Getting to your happy place might not be child’s play but it could be as simple as finding that your property has sold for more than you expected, according to the latest study.
Getting to your happy place might not be child’s play but it could be as simple as finding that your property has sold for more than you expected, according to the latest study.

The happiest places in Australia and QLD revealed

A new study has found the key to happiness, and the good news is it's part of a housing boom that could be contagious.

Getting to your happy place might be as simple as finding that your property has sold for more than you expected, in this case the highest level of satisfaction seen in two years, according to ratings firm RateMyAgent.

Latest research involving a survey of 40,000 Australians, found a boom in satisfaction among those selling their homes in the country - with the happiness level doubling from 20 per cent of those surveyed in December 2018 to 41 per cent in December 2019.

"Aussies across the country are rising in happiness, as seller satisfaction doubles nationwide - indicative of a steady upturn in the property market," the report said.

 

The percentage of sellers who received higher than expected sales prices on their homes doubled in one year, boosting happiness levels.
The percentage of sellers who received higher than expected sales prices on their homes doubled in one year, boosting happiness levels.

 

The study's price expectation report asked those who had sold their homes during July to December last year if the sale price was above, below or in line with their expectations.

"Results showed a significant increase in overall national satisfaction with net happiness doubling," according to RateMyAgent chief executive Mark Armstrong.

He said the study showed there were "plenty of reasons for optimism".

The happiest place in Queensland was Townsville, the report found, but the southeast corridor continued to dominate the top 10 list in the state.

Queensland's top 10 happiest places were Townsville, Scenic Rim, Moreton Bay, Brisbane, Gold Coast, Logan, Sunshine Coast, Ipswich, Rockhampton and Redland, the report found.

It found 45 per cent of vendors in Townsville had got a better sale price on their home than they expected, almost double the same time the previous year (25 per cent) and also beating the national result.

Ray White agent Jess Nguyen said the surprising factor was that while the market was quiet leading up to Christmas, genuine buyers had come out of the woodwork.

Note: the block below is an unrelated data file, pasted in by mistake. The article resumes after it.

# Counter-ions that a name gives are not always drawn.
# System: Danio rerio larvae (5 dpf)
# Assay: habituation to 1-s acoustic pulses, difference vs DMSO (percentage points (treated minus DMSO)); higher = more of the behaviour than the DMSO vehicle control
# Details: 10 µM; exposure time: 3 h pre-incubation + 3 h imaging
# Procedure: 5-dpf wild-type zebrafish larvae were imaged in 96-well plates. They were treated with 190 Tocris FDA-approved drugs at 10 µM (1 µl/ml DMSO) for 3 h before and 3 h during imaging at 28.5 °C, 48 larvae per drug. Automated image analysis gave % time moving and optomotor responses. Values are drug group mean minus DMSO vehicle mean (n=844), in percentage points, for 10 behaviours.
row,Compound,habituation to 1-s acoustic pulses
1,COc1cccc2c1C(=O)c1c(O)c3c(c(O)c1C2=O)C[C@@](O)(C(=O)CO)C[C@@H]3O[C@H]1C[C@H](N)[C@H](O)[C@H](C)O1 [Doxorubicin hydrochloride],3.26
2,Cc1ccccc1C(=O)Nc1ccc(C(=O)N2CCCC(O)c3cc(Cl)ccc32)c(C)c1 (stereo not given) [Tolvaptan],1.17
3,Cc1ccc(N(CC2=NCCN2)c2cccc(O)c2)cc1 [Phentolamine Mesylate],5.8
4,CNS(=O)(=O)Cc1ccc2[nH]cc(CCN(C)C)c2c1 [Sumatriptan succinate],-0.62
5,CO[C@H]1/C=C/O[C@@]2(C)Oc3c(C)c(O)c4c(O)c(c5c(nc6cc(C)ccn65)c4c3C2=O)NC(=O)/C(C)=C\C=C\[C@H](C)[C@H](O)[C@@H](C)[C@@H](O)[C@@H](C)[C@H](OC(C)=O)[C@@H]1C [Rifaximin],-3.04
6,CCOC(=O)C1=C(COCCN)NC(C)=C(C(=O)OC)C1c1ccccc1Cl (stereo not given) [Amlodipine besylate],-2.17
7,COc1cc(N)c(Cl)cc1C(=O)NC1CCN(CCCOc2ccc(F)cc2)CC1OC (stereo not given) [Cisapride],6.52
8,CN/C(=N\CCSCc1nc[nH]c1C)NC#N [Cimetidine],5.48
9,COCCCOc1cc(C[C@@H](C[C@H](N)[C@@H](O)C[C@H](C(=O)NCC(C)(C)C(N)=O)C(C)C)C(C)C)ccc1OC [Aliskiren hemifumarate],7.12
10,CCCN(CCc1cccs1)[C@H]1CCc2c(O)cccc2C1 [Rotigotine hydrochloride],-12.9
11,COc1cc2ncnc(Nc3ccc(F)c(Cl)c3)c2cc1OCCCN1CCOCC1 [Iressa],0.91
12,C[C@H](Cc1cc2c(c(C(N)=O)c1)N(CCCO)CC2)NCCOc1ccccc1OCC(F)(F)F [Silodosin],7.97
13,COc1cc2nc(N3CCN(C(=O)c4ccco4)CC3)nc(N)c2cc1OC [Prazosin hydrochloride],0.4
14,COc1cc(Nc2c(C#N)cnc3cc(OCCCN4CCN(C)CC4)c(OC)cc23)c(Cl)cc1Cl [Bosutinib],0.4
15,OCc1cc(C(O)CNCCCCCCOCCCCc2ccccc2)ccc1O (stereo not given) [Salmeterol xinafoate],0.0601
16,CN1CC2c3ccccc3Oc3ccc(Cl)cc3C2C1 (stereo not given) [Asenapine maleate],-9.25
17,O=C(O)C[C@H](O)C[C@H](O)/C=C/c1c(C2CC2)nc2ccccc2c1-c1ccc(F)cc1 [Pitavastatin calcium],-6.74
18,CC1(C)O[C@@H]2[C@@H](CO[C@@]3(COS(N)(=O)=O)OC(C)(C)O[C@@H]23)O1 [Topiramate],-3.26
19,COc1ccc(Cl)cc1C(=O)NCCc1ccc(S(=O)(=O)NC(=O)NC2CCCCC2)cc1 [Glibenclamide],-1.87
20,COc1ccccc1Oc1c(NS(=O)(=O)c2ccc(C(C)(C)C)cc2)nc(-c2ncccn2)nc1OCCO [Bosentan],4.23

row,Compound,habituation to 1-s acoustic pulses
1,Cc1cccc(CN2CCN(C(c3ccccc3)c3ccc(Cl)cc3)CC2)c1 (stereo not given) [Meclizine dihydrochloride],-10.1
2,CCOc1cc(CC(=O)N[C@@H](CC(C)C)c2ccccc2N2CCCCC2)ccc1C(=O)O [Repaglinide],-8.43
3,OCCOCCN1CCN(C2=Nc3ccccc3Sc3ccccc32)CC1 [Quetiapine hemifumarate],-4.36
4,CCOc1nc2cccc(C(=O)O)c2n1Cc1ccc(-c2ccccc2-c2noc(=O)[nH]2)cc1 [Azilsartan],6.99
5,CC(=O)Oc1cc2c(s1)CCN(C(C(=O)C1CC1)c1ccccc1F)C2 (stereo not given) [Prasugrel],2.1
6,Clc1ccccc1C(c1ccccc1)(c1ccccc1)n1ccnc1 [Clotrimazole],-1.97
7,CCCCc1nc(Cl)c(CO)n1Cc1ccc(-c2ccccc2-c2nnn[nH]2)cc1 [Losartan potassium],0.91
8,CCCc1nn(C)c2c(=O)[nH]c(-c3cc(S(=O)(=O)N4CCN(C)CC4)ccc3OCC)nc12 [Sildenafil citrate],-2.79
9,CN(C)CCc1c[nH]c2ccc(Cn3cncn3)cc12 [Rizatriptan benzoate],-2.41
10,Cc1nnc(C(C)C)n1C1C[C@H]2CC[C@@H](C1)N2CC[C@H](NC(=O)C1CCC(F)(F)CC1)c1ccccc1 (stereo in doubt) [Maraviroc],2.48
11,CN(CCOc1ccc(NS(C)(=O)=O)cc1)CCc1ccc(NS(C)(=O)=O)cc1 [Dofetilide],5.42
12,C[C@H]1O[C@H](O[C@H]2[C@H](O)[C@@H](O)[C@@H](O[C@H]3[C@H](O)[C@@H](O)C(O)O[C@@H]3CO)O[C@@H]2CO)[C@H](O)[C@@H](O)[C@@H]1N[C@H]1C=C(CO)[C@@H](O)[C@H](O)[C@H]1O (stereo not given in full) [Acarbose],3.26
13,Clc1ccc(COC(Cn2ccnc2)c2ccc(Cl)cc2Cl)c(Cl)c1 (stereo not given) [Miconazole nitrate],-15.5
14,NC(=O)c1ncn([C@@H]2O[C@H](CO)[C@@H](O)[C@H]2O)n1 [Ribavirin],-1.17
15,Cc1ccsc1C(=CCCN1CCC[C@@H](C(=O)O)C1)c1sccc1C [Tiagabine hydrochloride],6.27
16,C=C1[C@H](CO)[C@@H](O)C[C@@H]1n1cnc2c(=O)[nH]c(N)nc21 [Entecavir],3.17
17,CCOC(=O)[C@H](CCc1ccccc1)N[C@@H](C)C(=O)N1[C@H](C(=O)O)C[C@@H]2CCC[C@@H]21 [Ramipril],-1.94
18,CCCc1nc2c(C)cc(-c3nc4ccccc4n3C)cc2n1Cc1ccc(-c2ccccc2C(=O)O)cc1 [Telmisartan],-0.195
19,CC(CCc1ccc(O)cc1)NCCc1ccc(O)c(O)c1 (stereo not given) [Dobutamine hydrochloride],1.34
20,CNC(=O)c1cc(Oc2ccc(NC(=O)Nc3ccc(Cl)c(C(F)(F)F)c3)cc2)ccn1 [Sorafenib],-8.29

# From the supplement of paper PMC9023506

"December 2019 saw a significant number of genuine buyers. Buyer interest has increased in Queensland - with consumers appearing to be more confident in market conditions. This increased confidence is largely attributed to steady interest rates."

The report found the happiest state was Victoria (55 per cent), which had overtaken Tasmania (51 per cent), followed by New South Wales (50 per cent), Australian Capital Territory (48 per cent), South Australia (42 per cent), Queensland (38 per cent) and Western Australia (33 per cent).

Mr Armstrong said the number of properties on the market "dropped off a cliff" last year, creating a lack of supply that was manifesting in higher prices for sellers.

"The number of properties sold dropped by close to 20 per cent," he said. "Through the whole year the supply was really tight, really restricted and so when you have that level of supply that is one of the key indicators as to why we've seen that happiness across the whole country".

He said after the Federal Election and the Banking Royal Commission, "in buyers mindset it was game on".

"When buyers got back into the market, there was a lot less stock. That's why we saw in second half of 2019, price expectations grow rapidly. Sellers had conditioned themselves to accept less and were pleasantly surprised when they got more."

 

Beach regions including the Gold Coast continued to draw strong satisfaction levels.
Beach regions including the Gold Coast continued to draw strong satisfaction levels.

 

It wasn't all good news though, with Far North Queensland emerging as the unhappiest place in Australia.

"Far North Queensland doesn't have what you would call a stable economy, not like Brisbane or Sydney or Melbourne where there is strong infrastructure, financial centres, health centres," Mr Armstrong said.

He said the FNQ had "a greater level of shift worker, mining industry, tourism industry, these industries can be very volatile, these are the sorts of people that can be affected by an inability to borrow money, these are the people banks probably clamped down on and areas where banks held back because of more uncertainty about income and employment".

Mr Armstrong said he did expect tourism and mining areas to see a bit more volatility as China adjusted to a post-coronavirus world.

He said the level of housing supply for sale would pick up in Australia and across Queensland though, as higher prices give vendors greater levels of confidence.

"Queensland can be a two tiered market because it does have places that rely on mining and tourism. I think those areas will probably drag their feet a little bit," he said. "But then that southern part like the Gold Coast and Brisbane will bounce back and hold itself."

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Originally published as The happiest places in Australia and QLD revealed


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